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‘Keep away:’ Dog-killing toxic algae bloom infests pond at a popular Lake Norman park

Learn how scientists predict the spread of toxic algae blooms

Harmful algal blooms are blooms of species of algae that can have negative impacts on humans, marine and freshwater environments, and coastal economies. An 'Ocean Today' viday explains how scientists can predict the spread of harmful blooms.
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Harmful algal blooms are blooms of species of algae that can have negative impacts on humans, marine and freshwater environments, and coastal economies. An 'Ocean Today' viday explains how scientists can predict the spread of harmful blooms.

A dog-killing toxic blue-green algae emerged recently in a pond at a popular Cornelius park.

“Keep away from the water’s edge for your safety,” town officials warned in an online alert after the algae appeared in the southern pond at Robbins Park, off West Catawba Avenue at Lake Norman.

“Swimming by dogs or people is prohibited,” according to the cyanobacteria (blue-green algae) alert on the town’s website, cornelius.org . “PLEASE KEEP PETS OUT OF THE WATER!”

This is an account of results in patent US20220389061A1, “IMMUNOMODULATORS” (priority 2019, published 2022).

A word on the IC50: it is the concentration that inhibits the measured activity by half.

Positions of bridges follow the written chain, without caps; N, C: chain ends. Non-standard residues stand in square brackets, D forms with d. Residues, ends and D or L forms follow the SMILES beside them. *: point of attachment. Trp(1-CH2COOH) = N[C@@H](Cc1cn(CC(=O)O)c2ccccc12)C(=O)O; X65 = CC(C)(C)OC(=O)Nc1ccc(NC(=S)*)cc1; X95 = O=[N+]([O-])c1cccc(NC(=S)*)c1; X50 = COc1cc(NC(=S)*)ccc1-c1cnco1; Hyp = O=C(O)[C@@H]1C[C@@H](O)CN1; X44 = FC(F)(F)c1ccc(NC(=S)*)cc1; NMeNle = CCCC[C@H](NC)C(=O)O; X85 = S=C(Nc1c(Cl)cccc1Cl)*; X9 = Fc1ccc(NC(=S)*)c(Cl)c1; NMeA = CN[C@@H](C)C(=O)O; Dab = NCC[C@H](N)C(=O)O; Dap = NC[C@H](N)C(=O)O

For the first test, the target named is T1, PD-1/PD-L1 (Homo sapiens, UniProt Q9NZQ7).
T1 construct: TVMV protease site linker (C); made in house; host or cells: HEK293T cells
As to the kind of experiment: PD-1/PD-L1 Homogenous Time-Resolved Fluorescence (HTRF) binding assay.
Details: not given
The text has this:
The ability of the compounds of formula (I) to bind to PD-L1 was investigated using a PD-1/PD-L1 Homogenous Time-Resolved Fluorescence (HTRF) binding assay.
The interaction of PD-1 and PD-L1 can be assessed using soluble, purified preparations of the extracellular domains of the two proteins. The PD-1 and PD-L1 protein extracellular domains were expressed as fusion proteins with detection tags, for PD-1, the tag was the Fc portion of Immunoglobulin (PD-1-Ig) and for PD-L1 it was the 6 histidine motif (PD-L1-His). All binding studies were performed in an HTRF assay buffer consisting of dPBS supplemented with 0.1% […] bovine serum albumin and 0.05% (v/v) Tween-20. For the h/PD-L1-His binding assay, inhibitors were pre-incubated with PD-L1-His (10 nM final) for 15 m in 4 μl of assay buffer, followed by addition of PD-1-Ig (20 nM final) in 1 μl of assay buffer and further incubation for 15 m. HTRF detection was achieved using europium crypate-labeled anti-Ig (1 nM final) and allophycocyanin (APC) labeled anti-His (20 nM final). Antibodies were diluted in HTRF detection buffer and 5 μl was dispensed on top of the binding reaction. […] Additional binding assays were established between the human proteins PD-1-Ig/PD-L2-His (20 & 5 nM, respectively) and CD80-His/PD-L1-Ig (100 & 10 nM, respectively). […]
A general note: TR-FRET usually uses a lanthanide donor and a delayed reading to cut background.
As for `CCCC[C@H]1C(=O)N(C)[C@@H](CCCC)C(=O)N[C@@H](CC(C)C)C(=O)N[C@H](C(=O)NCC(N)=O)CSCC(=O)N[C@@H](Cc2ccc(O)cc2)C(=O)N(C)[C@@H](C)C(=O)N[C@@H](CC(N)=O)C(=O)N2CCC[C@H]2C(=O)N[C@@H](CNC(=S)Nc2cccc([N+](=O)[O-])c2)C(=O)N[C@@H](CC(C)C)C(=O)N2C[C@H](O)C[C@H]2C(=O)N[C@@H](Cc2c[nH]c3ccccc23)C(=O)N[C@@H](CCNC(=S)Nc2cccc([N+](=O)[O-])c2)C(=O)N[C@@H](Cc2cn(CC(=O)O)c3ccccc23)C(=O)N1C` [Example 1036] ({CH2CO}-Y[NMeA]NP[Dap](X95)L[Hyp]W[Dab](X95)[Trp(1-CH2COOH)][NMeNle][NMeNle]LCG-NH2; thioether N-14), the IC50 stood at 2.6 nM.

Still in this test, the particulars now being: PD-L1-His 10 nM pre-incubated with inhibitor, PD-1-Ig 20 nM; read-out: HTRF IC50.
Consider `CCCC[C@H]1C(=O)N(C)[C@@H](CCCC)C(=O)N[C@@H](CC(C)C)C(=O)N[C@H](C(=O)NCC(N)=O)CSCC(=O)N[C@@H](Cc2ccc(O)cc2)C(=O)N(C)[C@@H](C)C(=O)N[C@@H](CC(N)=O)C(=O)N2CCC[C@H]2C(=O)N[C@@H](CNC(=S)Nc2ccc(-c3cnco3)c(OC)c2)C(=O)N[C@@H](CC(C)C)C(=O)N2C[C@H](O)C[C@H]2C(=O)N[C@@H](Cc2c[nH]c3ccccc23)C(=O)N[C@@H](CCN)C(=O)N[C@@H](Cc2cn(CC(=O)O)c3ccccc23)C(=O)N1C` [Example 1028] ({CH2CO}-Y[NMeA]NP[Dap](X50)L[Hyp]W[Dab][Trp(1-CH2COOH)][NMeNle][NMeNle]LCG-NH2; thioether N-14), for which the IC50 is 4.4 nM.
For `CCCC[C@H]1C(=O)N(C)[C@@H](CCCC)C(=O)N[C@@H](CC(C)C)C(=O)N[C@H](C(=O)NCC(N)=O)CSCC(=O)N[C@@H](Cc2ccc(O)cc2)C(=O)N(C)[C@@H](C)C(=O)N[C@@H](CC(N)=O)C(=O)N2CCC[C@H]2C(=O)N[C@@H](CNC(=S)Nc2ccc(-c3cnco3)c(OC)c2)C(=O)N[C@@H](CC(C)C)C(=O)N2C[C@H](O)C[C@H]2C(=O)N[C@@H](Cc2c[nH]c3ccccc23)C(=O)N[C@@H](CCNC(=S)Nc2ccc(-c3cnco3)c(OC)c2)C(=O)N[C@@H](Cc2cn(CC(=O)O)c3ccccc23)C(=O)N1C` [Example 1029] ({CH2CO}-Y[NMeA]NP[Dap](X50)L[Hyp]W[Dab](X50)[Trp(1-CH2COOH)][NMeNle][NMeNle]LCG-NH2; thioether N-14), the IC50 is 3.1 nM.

The pond is behind the park’s tennis courts off Robbins Crescent Drive.

Cyanobacteria “are natural organisms that are present in most lakes,” according to the town’s alert. “Certain conditions can cause cyanobacteria to bloom and release toxins.”

Ingesting or even just contacting the algae “can cause rashes, skin and eye irritation, allergic reactions, gastrointestinal problems or, at high doses, serious illness or even death,” town officials said.

Town workers found the algae on Aug. 8, and a pond company treated the bloom with an EPA-approved product, Observer news partner WBTV reported. Only more rainfall can wipe the algae out entirely, according to the station.

Four dogs in the South died in a matter of days from swimming in lakes with toxic blue-green algae, according to multiple reports, McClatchy Newsgroup reported.

Three dogs died on Aug. 8 after swimming in Wilmington, N.C., according to WECT. A fourth dog died Saturday after swimming in a lake near Marietta, Ga., WXIA reported, according to McClatchy Newsgroup.

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Joe Marusak has been a reporter for The Charlotte Observer since 1989 covering the people, municipalities and major news events of the region, and was a news bureau editor for the paper. He currently reports on breaking news.
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